Lily Allen this week criticised record labels for favouring “watered-down” music over anything that’s “experimental and brave”.
The singer discussed the “formulaic and predictable” state of the music industry in a recent interview with NME, suggesting that record companies and A&R people are always choosing “the poppier, more commercial” singles which end up driving an album as the more experimental but “stronger” songs take a back seat.
2013 ended with execs expressing concern over the lack of new artists reaching the mainstream and not one artist album featured in the Top 20 selling entertainment releases of last year.
Island Records Jon Turner suggested that the “disappointing” number of acts breaking through in 2013 is because there simply isn't enough music from great artists around.
However, in next week's issue of Music Week, Jack Steadman of Bombay Bicycle Club argues that the pressure of cash counters at the top of the major labels are to blame for a homogenised output.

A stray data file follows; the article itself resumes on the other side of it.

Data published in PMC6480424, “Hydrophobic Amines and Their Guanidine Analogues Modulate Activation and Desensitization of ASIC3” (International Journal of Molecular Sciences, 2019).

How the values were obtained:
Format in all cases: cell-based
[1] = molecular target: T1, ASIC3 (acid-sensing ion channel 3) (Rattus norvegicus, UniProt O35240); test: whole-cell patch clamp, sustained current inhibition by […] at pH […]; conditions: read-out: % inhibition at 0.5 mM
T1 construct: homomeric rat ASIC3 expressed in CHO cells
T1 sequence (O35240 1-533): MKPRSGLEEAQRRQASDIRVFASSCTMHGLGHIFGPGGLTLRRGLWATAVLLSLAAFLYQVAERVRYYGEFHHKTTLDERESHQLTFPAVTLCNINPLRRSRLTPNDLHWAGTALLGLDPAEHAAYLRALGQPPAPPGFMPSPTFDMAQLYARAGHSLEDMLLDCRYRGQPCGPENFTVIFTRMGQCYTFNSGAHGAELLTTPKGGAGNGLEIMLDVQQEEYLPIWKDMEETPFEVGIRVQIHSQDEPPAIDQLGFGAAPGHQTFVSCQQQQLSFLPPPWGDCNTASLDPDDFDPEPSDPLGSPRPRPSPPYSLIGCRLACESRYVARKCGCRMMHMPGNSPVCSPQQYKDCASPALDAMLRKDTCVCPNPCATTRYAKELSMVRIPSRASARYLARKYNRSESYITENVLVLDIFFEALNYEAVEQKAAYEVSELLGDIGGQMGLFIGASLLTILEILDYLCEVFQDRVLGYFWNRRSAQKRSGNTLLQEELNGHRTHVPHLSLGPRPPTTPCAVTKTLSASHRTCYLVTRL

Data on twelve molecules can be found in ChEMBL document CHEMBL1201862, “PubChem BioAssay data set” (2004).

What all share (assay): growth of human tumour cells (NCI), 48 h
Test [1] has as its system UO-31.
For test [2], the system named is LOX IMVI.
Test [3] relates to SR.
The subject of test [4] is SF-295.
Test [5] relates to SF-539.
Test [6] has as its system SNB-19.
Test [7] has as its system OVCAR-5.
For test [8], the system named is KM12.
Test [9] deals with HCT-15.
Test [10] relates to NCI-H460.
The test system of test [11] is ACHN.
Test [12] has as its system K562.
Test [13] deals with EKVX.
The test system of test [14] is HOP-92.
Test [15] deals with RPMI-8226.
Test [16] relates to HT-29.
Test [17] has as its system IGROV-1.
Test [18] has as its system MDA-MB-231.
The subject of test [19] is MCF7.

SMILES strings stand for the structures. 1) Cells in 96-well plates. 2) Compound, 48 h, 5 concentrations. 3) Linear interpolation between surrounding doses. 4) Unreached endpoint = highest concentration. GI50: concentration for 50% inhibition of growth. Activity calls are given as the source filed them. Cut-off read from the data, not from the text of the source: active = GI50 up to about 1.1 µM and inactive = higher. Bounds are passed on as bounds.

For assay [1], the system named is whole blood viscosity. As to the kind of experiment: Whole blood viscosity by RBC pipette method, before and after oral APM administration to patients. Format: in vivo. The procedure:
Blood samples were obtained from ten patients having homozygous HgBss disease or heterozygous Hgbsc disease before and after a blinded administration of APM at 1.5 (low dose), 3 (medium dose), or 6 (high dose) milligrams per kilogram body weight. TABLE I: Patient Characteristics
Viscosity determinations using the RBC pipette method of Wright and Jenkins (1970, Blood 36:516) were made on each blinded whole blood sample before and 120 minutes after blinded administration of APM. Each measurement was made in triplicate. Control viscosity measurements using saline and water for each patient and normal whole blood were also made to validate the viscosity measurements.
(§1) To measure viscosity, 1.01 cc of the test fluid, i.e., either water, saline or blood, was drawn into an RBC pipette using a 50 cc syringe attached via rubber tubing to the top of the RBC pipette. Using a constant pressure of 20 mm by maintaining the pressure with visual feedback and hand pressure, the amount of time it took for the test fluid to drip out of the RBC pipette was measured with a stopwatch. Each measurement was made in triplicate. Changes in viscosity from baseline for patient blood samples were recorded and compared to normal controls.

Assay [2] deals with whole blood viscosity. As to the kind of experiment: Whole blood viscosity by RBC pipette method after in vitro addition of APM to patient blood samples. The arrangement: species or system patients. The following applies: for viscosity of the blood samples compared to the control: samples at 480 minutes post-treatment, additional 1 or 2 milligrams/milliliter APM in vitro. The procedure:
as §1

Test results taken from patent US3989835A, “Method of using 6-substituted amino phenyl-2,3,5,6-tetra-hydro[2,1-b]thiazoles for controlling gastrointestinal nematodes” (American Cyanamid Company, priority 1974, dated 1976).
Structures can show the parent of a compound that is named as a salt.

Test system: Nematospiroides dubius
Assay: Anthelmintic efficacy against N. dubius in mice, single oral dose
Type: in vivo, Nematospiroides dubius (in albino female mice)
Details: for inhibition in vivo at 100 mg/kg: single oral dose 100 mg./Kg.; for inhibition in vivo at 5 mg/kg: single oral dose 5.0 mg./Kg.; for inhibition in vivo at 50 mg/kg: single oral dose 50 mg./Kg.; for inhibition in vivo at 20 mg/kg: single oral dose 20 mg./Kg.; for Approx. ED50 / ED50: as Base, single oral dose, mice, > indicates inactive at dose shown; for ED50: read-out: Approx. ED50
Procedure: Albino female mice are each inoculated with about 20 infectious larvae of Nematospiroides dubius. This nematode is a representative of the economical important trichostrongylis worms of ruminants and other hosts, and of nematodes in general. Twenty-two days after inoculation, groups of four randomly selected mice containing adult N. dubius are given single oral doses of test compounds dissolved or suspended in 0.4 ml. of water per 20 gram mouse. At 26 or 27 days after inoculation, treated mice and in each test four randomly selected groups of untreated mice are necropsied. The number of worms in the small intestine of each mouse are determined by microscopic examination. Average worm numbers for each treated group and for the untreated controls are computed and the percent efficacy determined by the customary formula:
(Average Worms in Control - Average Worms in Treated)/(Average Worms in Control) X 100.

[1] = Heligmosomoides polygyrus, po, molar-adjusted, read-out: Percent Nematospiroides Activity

“If I wanted to change the music industry I’d try and get more independent labels - all the independent labels that were famous have now become pretty much major labels,” he explains.
“It’s difficult to experiment when you’ve got a label that is looking at how much money it’s spending and I feel like there’s not really that room for experimentation anymore.”
Announced yesterday, artists nominated for BRIT Awards this year are fairly dance/pop centric, with Bastille and Disclosure leading the way with four nominations each. Perhaps arguably, the only ‘leftfield’ artists on the list are David Bowie (pictured) and London Grammar.
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